A TEENAGER who was thrown out of a nightclub and returned brandishing a machete has been spared jail.

Ali Khaled Ali, then 18, was ejected from the venue in Nelson Square by bouncers in the early hours of Sunday, October 20.

However, after initially walking away he returned a short time later wielding a large knife which he claimed to have found behind some bins. But, when security staff from Level nightclub spotted the situation and rushed over he dropped the weapon and ran away.

Around an hour later the police were called to Nelson Square over a confrontation between two large gangs, with Ali spotted as part of one of the groups.

The Halliwell resident, now aged 19, appeared in Bolton Crown Court yesterday before Recorder Martin Walsh and was handed a suspended sentence of 12 months in a young offenders institution for possession of a bladed article.

“Possession of an item like this particularly in the town centre after drink has been consumed creates the very real possibility that harm could be caused.” the judge said.

“I have great suspicions about how you were in possession of the machete.”

Prosecuting, William Donnelly took the court through Ali’s actions on that evening.

“He was ejected from a nightclub that looks onto Nelson Square,” he explained.

“He ran off and a very short time later came back with a machete. He was challenged by door staff, dropped that machete and ran away.”

CCTV footage shown in court showed the teenager carrying the blade outside the club before bouncers appeared to run towards something.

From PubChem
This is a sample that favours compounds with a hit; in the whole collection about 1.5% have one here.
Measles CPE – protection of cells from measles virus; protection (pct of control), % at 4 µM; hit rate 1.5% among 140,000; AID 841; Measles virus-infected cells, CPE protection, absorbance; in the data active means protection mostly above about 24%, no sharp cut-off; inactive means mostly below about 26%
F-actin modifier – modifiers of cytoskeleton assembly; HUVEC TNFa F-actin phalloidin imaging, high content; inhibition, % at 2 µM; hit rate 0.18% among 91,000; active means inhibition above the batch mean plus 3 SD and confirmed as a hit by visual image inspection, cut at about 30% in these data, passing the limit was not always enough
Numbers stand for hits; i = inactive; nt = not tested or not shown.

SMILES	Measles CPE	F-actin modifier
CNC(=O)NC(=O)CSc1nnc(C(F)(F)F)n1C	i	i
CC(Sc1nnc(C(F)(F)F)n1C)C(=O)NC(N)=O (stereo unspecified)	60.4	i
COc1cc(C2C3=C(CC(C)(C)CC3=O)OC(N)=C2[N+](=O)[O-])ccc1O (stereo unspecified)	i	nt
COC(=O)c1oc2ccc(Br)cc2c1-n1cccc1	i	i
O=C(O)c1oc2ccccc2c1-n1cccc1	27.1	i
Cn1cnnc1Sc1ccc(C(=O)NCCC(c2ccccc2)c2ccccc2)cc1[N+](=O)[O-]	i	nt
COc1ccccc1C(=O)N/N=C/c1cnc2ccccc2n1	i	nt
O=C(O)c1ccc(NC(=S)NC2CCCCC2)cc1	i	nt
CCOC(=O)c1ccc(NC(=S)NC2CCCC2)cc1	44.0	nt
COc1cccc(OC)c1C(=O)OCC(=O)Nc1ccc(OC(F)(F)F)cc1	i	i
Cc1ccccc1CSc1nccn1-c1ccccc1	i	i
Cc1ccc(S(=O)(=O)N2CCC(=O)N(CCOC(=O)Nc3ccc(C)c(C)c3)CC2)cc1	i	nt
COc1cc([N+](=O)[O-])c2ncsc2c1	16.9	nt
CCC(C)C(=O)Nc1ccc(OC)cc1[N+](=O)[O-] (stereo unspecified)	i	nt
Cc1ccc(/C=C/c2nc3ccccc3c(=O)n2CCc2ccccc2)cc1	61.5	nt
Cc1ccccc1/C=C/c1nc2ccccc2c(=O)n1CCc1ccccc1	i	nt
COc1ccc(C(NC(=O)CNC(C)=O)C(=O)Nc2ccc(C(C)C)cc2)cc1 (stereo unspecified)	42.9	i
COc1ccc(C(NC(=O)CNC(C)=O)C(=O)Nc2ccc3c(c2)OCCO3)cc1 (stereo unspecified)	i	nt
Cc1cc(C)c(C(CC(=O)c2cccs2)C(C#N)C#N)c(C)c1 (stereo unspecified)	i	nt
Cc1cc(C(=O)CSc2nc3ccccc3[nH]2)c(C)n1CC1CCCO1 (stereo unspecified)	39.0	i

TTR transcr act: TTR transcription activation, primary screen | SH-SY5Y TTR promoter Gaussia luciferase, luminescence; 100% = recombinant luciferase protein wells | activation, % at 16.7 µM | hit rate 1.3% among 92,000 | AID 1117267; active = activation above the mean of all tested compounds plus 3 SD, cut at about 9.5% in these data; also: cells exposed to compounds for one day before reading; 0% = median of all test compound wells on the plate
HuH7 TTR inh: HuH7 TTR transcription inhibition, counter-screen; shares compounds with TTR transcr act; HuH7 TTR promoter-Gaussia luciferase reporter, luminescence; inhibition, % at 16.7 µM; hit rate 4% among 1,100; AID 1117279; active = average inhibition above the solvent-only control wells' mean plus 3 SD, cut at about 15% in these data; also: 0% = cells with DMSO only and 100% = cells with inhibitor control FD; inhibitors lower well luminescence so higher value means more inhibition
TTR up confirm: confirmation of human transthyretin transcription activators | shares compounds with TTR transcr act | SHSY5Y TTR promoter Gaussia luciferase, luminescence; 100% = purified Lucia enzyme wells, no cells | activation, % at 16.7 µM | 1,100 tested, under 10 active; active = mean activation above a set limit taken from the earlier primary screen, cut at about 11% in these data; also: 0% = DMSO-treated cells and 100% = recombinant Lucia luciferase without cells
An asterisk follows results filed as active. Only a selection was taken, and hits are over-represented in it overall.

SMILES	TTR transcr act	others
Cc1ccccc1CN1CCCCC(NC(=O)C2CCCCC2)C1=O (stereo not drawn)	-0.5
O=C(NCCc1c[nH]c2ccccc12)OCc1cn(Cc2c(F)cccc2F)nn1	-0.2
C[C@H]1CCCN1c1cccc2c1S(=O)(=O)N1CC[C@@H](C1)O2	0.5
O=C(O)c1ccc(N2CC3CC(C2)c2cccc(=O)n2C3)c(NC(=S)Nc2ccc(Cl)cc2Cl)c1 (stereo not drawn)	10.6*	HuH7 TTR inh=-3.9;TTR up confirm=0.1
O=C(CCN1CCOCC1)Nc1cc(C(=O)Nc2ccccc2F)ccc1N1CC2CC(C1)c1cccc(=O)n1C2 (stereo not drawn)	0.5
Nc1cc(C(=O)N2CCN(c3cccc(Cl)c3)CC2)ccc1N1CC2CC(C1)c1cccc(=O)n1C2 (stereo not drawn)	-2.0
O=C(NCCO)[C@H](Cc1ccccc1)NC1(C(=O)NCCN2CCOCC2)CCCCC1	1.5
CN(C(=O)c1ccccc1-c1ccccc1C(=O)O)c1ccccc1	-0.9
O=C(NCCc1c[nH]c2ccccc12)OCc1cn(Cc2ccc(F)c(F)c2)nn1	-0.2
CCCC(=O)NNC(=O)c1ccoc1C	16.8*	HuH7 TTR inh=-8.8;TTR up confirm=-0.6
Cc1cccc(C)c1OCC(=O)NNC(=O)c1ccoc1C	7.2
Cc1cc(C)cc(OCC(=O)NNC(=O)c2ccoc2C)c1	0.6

Defence barrister Daniel Calder told the court that Ali claimed he did not know the machete was stashed in the area although he admitted to going to look behind the bins for a bottle to use as a weapon.

He explained that the young man had been through a turbulent upbringing, travelling through several war-torn countries before reaching England.

“He arrived in the UK aged 12 as a refugee,” he said.

“He endured an itinerant childhood, fleeing conflict zones in Iraq and Syria. His family moved to Jordan before threats to his family cause them to seek asylum in the UK. His father died when he was young and he lost his childhood best friend.

“He told the probation service that he had seen a lot of awful things which the court can no doubt imagine and he’s carried this with him for the rest of his life.”

Ali, who became a father January, had never had any previous convictions but was told that his 12-month sentence will come into force should he commit any other crimes.

He was also placed on a four-month curfew, meaning he must remain in his home in Boundary Gardens from 7pm until 6am, with an order to complete 150 hours of unpaid work and do 20 days of rehabilitation.

As Ali left the court, Mr Walsh gave him a final warning.

He said: “I want to make it absolutely crystal clear to you that you must comply with the probation with this order or you will be back here.”